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Padden: “Sacrificing public safety to score points against Trump”

Many people were surprised by a recent disclosure that the state Department of Licensing would no longer provide Social Security numbers for the database that law enforcement uses to conduct background checks for gun purchases.

They shouldn’t have been.

For anyone watching closely enough, it has been clear for some time that Governor Jay Inslee and Attorney General Bob Ferguson have made their political opposition to the federal government a higher priority than the safety of Washingtonians and our law-enforcement community.

If law-enforcement agencies are unable to obtain and confirm basic information, public safety may be compromised. Social Security numbers are instrumental in identifying mental-health records and convictions during background checks. Banning access to this information could result in more guns getting into the wrong hands.

Why would an administration that has continually pushed for more background checks advocate such a reckless policy that makes such checks harder to conduct?

It appears that the war of words and lawsuits between this Washington and the other Washington is the culprit.

Since the election of President Donald Trump, Inslee and Ferguson have been using every means at their disposal to oppose the president’s immigration agenda.

Serving as the loyal opposition is fair game, and state officials have every right to oppose a president with whom they fundamentally disagree. In their zealousness to do so, however, Inslee and Ferguson appear to have put their ideology ahead of public safety.

This recent decision is the latest in a chain of shameful actions by the executive branch.

In February of last year, a state trooper appeared to get in hot water for detaining a Mexican citizen convicted of drug charges until he could be picked up by the feds.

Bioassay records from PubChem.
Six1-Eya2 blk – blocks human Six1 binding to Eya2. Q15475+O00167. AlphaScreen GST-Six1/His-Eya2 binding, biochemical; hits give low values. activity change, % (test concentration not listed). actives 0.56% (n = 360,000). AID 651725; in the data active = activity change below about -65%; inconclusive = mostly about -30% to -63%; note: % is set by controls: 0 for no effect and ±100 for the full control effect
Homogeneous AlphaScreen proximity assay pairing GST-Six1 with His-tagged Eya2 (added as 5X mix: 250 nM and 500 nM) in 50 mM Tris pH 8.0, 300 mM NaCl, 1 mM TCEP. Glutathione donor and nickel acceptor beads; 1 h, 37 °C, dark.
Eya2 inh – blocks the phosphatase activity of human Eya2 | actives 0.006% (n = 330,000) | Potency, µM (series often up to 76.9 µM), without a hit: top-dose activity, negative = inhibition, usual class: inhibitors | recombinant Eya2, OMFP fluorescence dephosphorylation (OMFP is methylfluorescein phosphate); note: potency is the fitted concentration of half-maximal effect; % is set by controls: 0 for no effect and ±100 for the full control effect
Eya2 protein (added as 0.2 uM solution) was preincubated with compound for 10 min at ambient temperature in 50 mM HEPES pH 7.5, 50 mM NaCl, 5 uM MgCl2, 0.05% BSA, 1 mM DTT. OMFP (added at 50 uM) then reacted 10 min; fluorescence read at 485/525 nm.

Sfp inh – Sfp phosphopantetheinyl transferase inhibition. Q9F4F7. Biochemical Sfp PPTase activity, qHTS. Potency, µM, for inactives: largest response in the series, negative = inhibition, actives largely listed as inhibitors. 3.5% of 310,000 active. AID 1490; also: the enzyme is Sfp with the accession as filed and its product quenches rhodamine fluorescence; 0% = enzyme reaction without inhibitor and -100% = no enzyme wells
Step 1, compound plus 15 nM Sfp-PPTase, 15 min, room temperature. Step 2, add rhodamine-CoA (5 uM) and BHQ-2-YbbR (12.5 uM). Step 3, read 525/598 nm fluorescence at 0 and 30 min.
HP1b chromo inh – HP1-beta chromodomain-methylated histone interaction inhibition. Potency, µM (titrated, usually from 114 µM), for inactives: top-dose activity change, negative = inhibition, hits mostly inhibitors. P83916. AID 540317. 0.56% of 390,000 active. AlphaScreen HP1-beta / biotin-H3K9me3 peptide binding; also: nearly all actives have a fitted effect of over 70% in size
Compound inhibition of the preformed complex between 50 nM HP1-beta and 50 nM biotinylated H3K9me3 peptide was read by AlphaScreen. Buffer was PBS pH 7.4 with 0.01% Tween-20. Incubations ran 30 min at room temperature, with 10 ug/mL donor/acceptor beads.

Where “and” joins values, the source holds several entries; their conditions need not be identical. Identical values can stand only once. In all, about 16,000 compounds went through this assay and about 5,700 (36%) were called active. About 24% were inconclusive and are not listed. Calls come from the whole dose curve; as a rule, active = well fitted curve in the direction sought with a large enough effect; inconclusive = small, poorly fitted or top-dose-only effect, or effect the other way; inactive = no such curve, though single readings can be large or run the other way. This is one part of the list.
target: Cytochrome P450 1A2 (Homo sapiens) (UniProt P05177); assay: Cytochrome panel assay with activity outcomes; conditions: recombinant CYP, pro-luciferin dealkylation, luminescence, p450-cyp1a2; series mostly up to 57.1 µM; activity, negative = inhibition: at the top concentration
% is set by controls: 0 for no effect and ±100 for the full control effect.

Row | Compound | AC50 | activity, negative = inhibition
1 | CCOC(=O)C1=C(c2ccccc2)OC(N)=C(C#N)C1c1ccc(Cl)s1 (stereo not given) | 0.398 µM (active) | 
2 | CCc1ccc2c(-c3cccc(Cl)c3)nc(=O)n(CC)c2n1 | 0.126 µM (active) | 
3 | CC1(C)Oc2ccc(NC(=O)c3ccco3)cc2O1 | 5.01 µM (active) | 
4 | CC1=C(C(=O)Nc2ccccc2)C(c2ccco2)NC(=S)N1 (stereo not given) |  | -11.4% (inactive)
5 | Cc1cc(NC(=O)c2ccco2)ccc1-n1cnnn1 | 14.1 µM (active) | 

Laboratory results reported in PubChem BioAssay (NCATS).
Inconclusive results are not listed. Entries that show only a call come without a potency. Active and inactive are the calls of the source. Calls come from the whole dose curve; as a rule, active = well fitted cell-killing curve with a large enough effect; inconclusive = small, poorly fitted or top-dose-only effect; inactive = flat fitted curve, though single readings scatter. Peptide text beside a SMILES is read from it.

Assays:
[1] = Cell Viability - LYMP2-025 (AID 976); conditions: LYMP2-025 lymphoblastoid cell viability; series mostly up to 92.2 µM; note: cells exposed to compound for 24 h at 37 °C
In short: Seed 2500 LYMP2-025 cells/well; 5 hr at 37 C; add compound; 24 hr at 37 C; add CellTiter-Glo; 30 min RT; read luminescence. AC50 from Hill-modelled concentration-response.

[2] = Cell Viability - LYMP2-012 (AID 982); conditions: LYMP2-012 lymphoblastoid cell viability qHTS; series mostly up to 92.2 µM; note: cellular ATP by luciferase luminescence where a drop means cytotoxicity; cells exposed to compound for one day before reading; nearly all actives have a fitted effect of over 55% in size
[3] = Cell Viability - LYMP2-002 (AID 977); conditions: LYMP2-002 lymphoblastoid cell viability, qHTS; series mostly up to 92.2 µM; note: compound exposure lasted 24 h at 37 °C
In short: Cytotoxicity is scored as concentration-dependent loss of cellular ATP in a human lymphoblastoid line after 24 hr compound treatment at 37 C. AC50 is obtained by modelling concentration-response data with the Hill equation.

What happened next is puzzling. The trooper was placed on administrative review, essentially an allegation of misconduct. Although cleared of the initial accusation of unlawfully detaining the individual, the trooper was found to have only violated two agency rules.

While for legitimate policy violations, the reprimand only came about due to the trooper being perceived to have cooperated with ICE. This was a chilling message sent to all law enforcement that if you work with ICE, you will be second-guessed, put under the microscope and possibly punished.

Inslee followed up a few days later with an executive order prohibiting state agencies from inquiring about a person’s immigration status or assisting federal immigration authorities, unless required by law.

In April of that year the state attorney general gave advice to state and local agencies, encouraging them to impede enforcement of federal immigration laws.

Even after Senate inquiries, many questions about the practical effect of the executive order and the “guidance” from the AG remain unanswered.

Concerns that politics may be interfering with law enforcement continued this year, with additional attacks against Immigration and Customs Enforcement from the Inslee and Ferguson.

In January, the attorney general announced a lawsuit against Motel 6 for handing over guest information to ICE agents, which had resulted in the detainment of at least six individuals.

He also sued the ICE detention facility in Tacoma on questionable and technical legal grounds.

News that the state Department of Licensing was also cooperating with federal officers resulted in an immediate backlash from Inslee, who ordered a halt to the practice. Agency rules were changed over a weekend, with no input from law enforcement and with little apparent concern for the safety of Washingtonians or law-enforcement officials, and DOL Deputy Director Jeff DeVere was forced to resign.

Law enforcement needs to be free to do its job and keep the public, including immigrant communities, safe.

Given the lack of clarity in the executive order, how can an officer who is trying to identify a person in a traffic stop know what information is allowed to be used and what is not?

How do we tell the public that we want to keep guns out of the hands of those with a history of criminal behavior or mental illness, and then make it harder to learn that information?

How much longer can we permit Governor Inslee and AG Ferguson to sacrifice public safety in order to score political points against D.C.?

Sen. Mike Padden, a former district court judge, is the ranking Republican on the State Senate Law and Justice Committee. For more information, visit